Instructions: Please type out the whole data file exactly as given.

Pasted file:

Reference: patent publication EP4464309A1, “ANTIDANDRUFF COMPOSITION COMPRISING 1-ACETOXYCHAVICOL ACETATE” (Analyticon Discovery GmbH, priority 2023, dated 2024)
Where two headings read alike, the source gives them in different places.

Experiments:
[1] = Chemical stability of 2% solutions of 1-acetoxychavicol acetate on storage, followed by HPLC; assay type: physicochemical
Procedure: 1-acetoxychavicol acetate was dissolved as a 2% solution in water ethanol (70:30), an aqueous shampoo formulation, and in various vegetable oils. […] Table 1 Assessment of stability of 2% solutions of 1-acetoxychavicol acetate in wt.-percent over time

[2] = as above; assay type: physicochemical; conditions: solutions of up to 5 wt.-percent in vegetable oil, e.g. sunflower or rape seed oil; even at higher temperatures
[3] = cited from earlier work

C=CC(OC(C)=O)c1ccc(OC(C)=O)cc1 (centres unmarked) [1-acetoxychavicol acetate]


Reference: patent publication EP4464309A1, “ANTIDANDRUFF COMPOSITION COMPRISING 1-ACETOXYCHAVICOL ACETATE” (Analyticon Discovery GmbH, priority 2023, dated 2024)
Where two headings read alike, the source gives them in different places.

Experiments:
[1] = Chemical stability of 2% solutions of 1-acetoxychavicol acetate on storage, followed by HPLC; assay type: physicochemical
Procedure: 1-acetoxychavicol acetate was dissolved as a 2% solution in water ethanol (70:30), an aqueous shampoo formulation, and in various vegetable oils. […] Table 1 Assessment of stability of 2% solutions of 1-acetoxychavicol acetate in wt.-percent over time

[2] = as above; assay type: physicochemical; conditions: solutions of up to 5 wt.-percent in vegetable oil, e.g. sunflower or rape seed oil; even at higher temperatures
[3] = cited from earlier work

C=CC(OC(C)=O)c1ccc(OC(C)=O)cc1 (centres unmarked) [1-acetoxychavicol acetate]